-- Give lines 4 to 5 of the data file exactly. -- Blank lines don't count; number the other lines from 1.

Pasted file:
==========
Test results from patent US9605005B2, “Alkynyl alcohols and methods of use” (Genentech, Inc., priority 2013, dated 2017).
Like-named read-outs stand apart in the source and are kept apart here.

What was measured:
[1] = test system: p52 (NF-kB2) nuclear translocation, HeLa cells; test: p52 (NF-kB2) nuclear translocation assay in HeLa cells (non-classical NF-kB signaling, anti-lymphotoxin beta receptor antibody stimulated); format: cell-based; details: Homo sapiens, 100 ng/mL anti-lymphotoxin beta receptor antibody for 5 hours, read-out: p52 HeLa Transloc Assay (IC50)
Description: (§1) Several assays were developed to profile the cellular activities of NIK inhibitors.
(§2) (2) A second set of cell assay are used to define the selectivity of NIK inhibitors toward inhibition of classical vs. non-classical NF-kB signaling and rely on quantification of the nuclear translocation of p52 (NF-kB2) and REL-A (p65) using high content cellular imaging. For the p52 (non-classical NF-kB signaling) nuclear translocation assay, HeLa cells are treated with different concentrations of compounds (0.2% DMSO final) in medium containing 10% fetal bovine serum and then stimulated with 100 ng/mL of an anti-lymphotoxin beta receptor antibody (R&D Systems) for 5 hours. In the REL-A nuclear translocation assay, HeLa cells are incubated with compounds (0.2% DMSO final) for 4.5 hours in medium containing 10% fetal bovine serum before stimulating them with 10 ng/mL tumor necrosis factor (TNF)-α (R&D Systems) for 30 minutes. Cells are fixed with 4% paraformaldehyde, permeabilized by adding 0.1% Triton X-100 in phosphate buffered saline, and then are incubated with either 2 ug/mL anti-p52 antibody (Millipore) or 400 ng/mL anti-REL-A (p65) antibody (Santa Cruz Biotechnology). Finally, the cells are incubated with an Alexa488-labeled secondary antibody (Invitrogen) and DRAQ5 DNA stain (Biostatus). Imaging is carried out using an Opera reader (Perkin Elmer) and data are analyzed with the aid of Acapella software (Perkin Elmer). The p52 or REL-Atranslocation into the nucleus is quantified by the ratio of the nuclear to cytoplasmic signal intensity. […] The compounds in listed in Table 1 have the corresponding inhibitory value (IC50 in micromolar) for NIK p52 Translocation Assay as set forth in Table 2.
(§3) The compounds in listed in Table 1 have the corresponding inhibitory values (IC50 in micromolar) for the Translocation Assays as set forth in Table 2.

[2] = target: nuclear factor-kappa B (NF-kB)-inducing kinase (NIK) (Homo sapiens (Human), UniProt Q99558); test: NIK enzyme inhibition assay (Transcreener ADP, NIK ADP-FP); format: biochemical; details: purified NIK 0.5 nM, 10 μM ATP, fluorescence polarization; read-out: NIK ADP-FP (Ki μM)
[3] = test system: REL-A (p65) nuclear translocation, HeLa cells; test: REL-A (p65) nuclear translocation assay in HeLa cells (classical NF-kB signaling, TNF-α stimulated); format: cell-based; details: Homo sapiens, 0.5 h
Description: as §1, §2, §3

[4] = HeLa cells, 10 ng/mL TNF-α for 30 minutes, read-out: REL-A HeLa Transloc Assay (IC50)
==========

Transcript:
[1] = test system: p52 (NF-kB2) nuclear translocation, HeLa cells; test: p52 (NF-kB2) nuclear translocation assay in HeLa cells (non-classical NF-kB signaling, anti-lymphotoxin beta receptor antibody stimulated); format: cell-based; details: Homo sapiens, 100 ng/mL anti-lymphotoxin beta receptor antibody for 5 hours, read-out: p52 HeLa Transloc Assay (IC50)
Description: (§1) Several assays were developed to profile the cellular activities of NIK inhibitors.